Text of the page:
“Grace is not soft or trite—Grace is what saves and grace is what transforms. Grace isn’t the weakness of a Christian—grace is the completeness of a Christian. Grace isn’t ever a paltry thing—Grace is always the very power of God….The power of God to save and to stand, to give and forgive, to breathe and believe, to laugh and love and wring the last little bit of living out of all the days under the sky. Grace is what we need more than the very air or water; grace is what is necessary for life: it’s His very grace that needs to be sufficient today, it is His very grace that makes today sustainable.”

We have our hands on something that can rock a moaning world. We have to believe it. We have to possess it. We have to live it.

And then, we give it away. Think this, sisters: We were not meant to hoard grace.

“All the paths of the Lord are loving and faithful” (Psalm 25:10). I have pondered this verse lately and have found that it feeds my spirit. All does not mean “all—except the paths I am walking in now,” or “nearly all—except this especially difficult and painful path.” All must mean all. So your path with its unexplained sorrow or turmoil, and mine with its sharp flints and briers—and both our paths, with their unexplained perplexity, their sheer mystery—they are His paths, on which he will show himself loving and faithful. Nothing else; nothing less.”

– Amy Carmichael –

I’m not sure why I didn’t see it before, in John 11. Martha, grieving, devoted Martha, trusts Jesus through that body and soul-tearing event called death that snatched her brother away. Can you hear her hoarse, trusting whisper?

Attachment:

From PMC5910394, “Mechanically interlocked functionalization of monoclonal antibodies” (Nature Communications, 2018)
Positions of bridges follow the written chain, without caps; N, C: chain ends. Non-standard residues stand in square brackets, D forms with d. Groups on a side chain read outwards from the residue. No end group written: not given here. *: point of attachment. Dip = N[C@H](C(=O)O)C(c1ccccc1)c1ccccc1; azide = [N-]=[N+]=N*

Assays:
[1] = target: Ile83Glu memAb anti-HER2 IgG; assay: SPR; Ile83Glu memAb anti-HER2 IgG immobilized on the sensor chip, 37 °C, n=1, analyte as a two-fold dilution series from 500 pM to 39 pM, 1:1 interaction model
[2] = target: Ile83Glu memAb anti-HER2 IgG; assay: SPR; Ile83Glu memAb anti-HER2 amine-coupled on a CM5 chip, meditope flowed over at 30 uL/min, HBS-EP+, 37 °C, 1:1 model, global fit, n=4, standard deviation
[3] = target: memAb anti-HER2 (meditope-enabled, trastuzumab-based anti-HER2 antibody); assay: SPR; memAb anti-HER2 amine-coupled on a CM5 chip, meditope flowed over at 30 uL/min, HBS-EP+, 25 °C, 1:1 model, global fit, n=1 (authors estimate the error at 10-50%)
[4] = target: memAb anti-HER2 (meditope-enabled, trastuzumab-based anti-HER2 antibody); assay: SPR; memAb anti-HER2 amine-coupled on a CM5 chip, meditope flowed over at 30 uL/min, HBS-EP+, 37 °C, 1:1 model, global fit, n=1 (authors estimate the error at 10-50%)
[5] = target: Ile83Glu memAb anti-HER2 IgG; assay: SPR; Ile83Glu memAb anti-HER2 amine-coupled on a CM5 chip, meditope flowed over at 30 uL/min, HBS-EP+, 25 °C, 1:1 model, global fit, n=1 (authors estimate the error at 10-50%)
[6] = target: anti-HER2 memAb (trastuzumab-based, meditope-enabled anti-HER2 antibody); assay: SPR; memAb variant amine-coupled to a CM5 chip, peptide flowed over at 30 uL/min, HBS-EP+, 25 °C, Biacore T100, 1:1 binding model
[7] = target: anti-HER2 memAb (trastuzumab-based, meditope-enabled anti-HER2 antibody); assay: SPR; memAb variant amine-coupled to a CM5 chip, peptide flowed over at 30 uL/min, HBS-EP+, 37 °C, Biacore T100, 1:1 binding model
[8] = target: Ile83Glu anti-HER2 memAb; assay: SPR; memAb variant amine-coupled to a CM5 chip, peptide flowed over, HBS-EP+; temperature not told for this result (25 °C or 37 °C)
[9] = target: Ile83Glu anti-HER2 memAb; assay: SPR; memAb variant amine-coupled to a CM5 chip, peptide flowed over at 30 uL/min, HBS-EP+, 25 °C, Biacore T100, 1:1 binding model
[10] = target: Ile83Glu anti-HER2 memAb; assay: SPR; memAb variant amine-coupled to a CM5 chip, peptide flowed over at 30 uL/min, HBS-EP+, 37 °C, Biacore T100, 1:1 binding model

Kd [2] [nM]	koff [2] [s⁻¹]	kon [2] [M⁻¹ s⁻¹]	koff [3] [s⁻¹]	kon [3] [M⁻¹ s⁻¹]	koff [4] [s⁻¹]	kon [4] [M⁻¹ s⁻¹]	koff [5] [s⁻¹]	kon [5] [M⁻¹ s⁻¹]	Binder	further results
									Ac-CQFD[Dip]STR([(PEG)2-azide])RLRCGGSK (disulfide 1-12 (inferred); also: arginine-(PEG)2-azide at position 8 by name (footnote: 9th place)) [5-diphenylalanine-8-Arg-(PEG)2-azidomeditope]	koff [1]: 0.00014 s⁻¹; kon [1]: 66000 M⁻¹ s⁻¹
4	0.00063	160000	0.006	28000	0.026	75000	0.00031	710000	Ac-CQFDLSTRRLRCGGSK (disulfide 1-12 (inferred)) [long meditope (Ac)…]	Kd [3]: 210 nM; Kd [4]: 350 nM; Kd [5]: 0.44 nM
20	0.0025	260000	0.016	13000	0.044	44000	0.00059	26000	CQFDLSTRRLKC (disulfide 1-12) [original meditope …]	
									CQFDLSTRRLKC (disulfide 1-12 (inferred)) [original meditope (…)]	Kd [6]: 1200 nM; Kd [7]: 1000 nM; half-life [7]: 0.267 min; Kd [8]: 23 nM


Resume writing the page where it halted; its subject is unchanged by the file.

“Even now I know that whatever you ask your Father he will give it to you.”

What I so often gloss over, miss in the pace of reading and living, is the glory of the next words.

Martha says, “I know he will be raised in the resurrection in the last day.”

But then, glorious consummation of thousands of years of hope and longing and death-cries—Jesus must have looked at her with a beautiful Kingliness in His eyes.

“I am the Resurrection and the Life.”

My soul, why do you ever stop wondering? Not wallowing in the death, but wondering in the Life? Why do you ever tire of hearing and glorying in this?

My Savior IS Life. I don’t have to fear anything. I don’t have to  hesitate when He calls, wonder when He speaks.

In His Life, I have life.

“What grace is mine that He who dwells in endless light
Called through the night to find my distant soul
And from his scars poured mercy that would plead for me
That I might live and in his name be known

What grace is mine to know His breath alive in me
Beneath his wings my wakened soul may soar
All fear can flee for death’s dark night is overcome
My Saviour lives and reigns forevermore

So I will go wherever He is calling me
I lose my life to find my life in Him
I give my all to gain the hope that never dies
I bow my heart, take up my cross and follow Him.”

– “What Grace Is Mine,” by Keith and Kristyn Getty –

Let us press on in the dark, because the night is far spent, and the day is at hand. The Light has arisen in our hearts.

We aren’t meant to be the victims of cruel fate. We are meant to shine in darkness, to keep emitting the light of grace.

Because His Grace is ours for living.

“Shouldn’t we suppose that many of our most painful ordeals will look quite different a million years from now, as we recall them on the New Earth? What if one day we discover that God has wasted nothing in our life on Earth? What if we see that every agony was part of giving birth to an eternal joy?”

— Randy Alcorn —

With always-love, Shelbie